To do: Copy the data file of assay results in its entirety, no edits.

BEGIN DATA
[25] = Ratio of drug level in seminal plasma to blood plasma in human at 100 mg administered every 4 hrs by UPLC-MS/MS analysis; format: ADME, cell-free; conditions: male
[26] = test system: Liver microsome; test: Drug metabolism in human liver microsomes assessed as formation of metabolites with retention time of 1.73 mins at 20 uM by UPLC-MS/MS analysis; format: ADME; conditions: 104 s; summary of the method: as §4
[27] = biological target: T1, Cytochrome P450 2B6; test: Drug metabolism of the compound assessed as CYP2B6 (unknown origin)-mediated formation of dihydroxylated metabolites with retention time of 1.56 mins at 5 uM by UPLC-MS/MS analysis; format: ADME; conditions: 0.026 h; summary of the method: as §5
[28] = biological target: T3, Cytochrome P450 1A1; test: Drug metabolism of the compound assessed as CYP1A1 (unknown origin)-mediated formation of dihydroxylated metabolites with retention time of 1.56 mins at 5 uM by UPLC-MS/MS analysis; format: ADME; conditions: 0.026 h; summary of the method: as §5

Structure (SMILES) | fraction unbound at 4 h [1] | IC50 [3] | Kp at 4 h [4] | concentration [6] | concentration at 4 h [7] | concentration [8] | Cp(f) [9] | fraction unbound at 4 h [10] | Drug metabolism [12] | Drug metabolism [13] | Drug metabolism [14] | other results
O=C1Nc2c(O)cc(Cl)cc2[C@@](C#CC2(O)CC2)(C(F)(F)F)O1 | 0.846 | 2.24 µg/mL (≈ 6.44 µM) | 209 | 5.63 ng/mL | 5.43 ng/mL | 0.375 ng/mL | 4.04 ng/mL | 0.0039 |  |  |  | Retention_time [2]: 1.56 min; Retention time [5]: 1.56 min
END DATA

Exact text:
[25] = Ratio of drug level in seminal plasma to blood plasma in human at 100 mg administered every 4 hrs by UPLC-MS/MS analysis; format: ADME, cell-free; conditions: male
[26] = test system: Liver microsome; test: Drug metabolism in human liver microsomes assessed as formation of metabolites with retention time of 1.73 mins at 20 uM by UPLC-MS/MS analysis; format: ADME; conditions: 104 s; summary of the method: as §4
[27] = biological target: T1, Cytochrome P450 2B6; test: Drug metabolism of the compound assessed as CYP2B6 (unknown origin)-mediated formation of dihydroxylated metabolites with retention time of 1.56 mins at 5 uM by UPLC-MS/MS analysis; format: ADME; conditions: 0.026 h; summary of the method: as §5
[28] = biological target: T3, Cytochrome P450 1A1; test: Drug metabolism of the compound assessed as CYP1A1 (unknown origin)-mediated formation of dihydroxylated metabolites with retention time of 1.56 mins at 5 uM by UPLC-MS/MS analysis; format: ADME; conditions: 0.026 h; summary of the method: as §5

Structure (SMILES) | fraction unbound at 4 h [1] | IC50 [3] | Kp at 4 h [4] | concentration [6] | concentration at 4 h [7] | concentration [8] | Cp(f) [9] | fraction unbound at 4 h [10] | Drug metabolism [12] | Drug metabolism [13] | Drug metabolism [14] | other results
O=C1Nc2c(O)cc(Cl)cc2[C@@](C#CC2(O)CC2)(C(F)(F)F)O1 | 0.846 | 2.24 µg/mL (≈ 6.44 µM) | 209 | 5.63 ng/mL | 5.43 ng/mL | 0.375 ng/mL | 4.04 ng/mL | 0.0039 |  |  |  | Retention_time [2]: 1.56 min; Retention time [5]: 1.56 min